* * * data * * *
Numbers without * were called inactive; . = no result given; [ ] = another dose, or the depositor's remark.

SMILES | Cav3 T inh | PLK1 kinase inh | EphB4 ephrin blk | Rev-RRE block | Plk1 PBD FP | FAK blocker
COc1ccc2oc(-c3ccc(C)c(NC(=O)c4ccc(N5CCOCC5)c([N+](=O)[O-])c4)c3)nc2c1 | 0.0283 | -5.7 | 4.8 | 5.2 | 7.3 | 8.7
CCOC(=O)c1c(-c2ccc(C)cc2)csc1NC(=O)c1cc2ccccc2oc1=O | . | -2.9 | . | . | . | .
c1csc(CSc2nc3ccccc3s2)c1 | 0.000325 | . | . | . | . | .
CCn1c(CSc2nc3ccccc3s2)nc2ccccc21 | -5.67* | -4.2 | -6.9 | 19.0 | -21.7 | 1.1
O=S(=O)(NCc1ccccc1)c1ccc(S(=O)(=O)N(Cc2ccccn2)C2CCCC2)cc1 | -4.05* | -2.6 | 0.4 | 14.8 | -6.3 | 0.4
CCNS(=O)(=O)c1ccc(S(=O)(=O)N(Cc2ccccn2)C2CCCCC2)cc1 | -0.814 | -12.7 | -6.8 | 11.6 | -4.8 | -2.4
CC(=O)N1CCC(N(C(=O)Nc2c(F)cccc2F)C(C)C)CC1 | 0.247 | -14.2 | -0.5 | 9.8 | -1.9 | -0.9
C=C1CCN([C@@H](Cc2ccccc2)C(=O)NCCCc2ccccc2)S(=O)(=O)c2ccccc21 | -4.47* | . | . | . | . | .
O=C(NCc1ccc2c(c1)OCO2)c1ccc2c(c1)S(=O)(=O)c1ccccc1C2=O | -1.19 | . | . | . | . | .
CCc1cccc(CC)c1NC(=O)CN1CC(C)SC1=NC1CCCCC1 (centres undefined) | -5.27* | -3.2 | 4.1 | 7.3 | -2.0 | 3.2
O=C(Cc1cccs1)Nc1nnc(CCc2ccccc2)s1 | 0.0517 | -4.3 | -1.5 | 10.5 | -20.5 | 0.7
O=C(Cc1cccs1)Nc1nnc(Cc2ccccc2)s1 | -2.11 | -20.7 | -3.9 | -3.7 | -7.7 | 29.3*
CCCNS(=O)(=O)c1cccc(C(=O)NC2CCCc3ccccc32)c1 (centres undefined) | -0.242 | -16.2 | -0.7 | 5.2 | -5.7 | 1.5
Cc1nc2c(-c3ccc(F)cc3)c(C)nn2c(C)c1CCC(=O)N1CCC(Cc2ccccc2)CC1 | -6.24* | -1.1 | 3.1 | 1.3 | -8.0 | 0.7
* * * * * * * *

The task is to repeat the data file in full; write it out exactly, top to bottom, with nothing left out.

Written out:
Numbers without * were called inactive; . = no result given; [ ] = another dose, or the depositor's remark.

SMILES | Cav3 T inh | PLK1 kinase inh | EphB4 ephrin blk | Rev-RRE block | Plk1 PBD FP | FAK blocker
COc1ccc2oc(-c3ccc(C)c(NC(=O)c4ccc(N5CCOCC5)c([N+](=O)[O-])c4)c3)nc2c1 | 0.0283 | -5.7 | 4.8 | 5.2 | 7.3 | 8.7
CCOC(=O)c1c(-c2ccc(C)cc2)csc1NC(=O)c1cc2ccccc2oc1=O | . | -2.9 | . | . | . | .
c1csc(CSc2nc3ccccc3s2)c1 | 0.000325 | . | . | . | . | .
CCn1c(CSc2nc3ccccc3s2)nc2ccccc21 | -5.67* | -4.2 | -6.9 | 19.0 | -21.7 | 1.1
O=S(=O)(NCc1ccccc1)c1ccc(S(=O)(=O)N(Cc2ccccn2)C2CCCC2)cc1 | -4.05* | -2.6 | 0.4 | 14.8 | -6.3 | 0.4
CCNS(=O)(=O)c1ccc(S(=O)(=O)N(Cc2ccccn2)C2CCCCC2)cc1 | -0.814 | -12.7 | -6.8 | 11.6 | -4.8 | -2.4
CC(=O)N1CCC(N(C(=O)Nc2c(F)cccc2F)C(C)C)CC1 | 0.247 | -14.2 | -0.5 | 9.8 | -1.9 | -0.9
C=C1CCN([C@@H](Cc2ccccc2)C(=O)NCCCc2ccccc2)S(=O)(=O)c2ccccc21 | -4.47* | . | . | . | . | .
O=C(NCc1ccc2c(c1)OCO2)c1ccc2c(c1)S(=O)(=O)c1ccccc1C2=O | -1.19 | . | . | . | . | .
CCc1cccc(CC)c1NC(=O)CN1CC(C)SC1=NC1CCCCC1 (centres undefined) | -5.27* | -3.2 | 4.1 | 7.3 | -2.0 | 3.2
O=C(Cc1cccs1)Nc1nnc(CCc2ccccc2)s1 | 0.0517 | -4.3 | -1.5 | 10.5 | -20.5 | 0.7
O=C(Cc1cccs1)Nc1nnc(Cc2ccccc2)s1 | -2.11 | -20.7 | -3.9 | -3.7 | -7.7 | 29.3*
CCCNS(=O)(=O)c1cccc(C(=O)NC2CCCc3ccccc32)c1 (centres undefined) | -0.242 | -16.2 | -0.7 | 5.2 | -5.7 | 1.5
Cc1nc2c(-c3ccc(F)cc3)c(C)nn2c(C)c1CCC(=O)N1CCC(Cc2ccccc2)CC1 | -6.24* | -1.1 | 3.1 | 1.3 | -8.0 | 0.7